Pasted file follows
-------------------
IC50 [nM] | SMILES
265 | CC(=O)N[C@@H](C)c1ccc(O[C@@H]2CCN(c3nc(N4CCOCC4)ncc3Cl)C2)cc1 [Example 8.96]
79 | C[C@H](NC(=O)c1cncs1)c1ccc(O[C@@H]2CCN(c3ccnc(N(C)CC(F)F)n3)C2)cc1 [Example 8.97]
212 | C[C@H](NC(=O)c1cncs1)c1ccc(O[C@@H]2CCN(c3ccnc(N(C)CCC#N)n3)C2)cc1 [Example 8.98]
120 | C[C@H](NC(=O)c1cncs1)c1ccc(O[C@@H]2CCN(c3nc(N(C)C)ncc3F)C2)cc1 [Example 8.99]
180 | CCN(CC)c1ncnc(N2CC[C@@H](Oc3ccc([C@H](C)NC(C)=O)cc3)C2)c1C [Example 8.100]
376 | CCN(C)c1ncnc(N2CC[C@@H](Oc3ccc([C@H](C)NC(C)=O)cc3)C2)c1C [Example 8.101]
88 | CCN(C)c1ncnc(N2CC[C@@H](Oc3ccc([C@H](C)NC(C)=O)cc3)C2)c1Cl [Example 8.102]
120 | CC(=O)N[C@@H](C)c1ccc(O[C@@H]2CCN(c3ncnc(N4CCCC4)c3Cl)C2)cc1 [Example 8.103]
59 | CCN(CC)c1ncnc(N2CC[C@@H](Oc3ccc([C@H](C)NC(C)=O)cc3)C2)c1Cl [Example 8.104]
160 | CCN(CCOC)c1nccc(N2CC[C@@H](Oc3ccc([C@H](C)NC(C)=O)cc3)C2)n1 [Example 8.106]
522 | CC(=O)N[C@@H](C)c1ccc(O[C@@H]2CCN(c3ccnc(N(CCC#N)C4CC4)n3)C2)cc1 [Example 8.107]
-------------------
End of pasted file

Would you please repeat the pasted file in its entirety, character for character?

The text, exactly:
IC50 [nM] | SMILES
265 | CC(=O)N[C@@H](C)c1ccc(O[C@@H]2CCN(c3nc(N4CCOCC4)ncc3Cl)C2)cc1 [Example 8.96]
79 | C[C@H](NC(=O)c1cncs1)c1ccc(O[C@@H]2CCN(c3ccnc(N(C)CC(F)F)n3)C2)cc1 [Example 8.97]
212 | C[C@H](NC(=O)c1cncs1)c1ccc(O[C@@H]2CCN(c3ccnc(N(C)CCC#N)n3)C2)cc1 [Example 8.98]
120 | C[C@H](NC(=O)c1cncs1)c1ccc(O[C@@H]2CCN(c3nc(N(C)C)ncc3F)C2)cc1 [Example 8.99]
180 | CCN(CC)c1ncnc(N2CC[C@@H](Oc3ccc([C@H](C)NC(C)=O)cc3)C2)c1C [Example 8.100]
376 | CCN(C)c1ncnc(N2CC[C@@H](Oc3ccc([C@H](C)NC(C)=O)cc3)C2)c1C [Example 8.101]
88 | CCN(C)c1ncnc(N2CC[C@@H](Oc3ccc([C@H](C)NC(C)=O)cc3)C2)c1Cl [Example 8.102]
120 | CC(=O)N[C@@H](C)c1ccc(O[C@@H]2CCN(c3ncnc(N4CCCC4)c3Cl)C2)cc1 [Example 8.103]
59 | CCN(CC)c1ncnc(N2CC[C@@H](Oc3ccc([C@H](C)NC(C)=O)cc3)C2)c1Cl [Example 8.104]
160 | CCN(CCOC)c1nccc(N2CC[C@@H](Oc3ccc([C@H](C)NC(C)=O)cc3)C2)n1 [Example 8.106]
522 | CC(=O)N[C@@H](C)c1ccc(O[C@@H]2CCN(c3ccnc(N(CCC#N)C4CC4)n3)C2)cc1 [Example 8.107]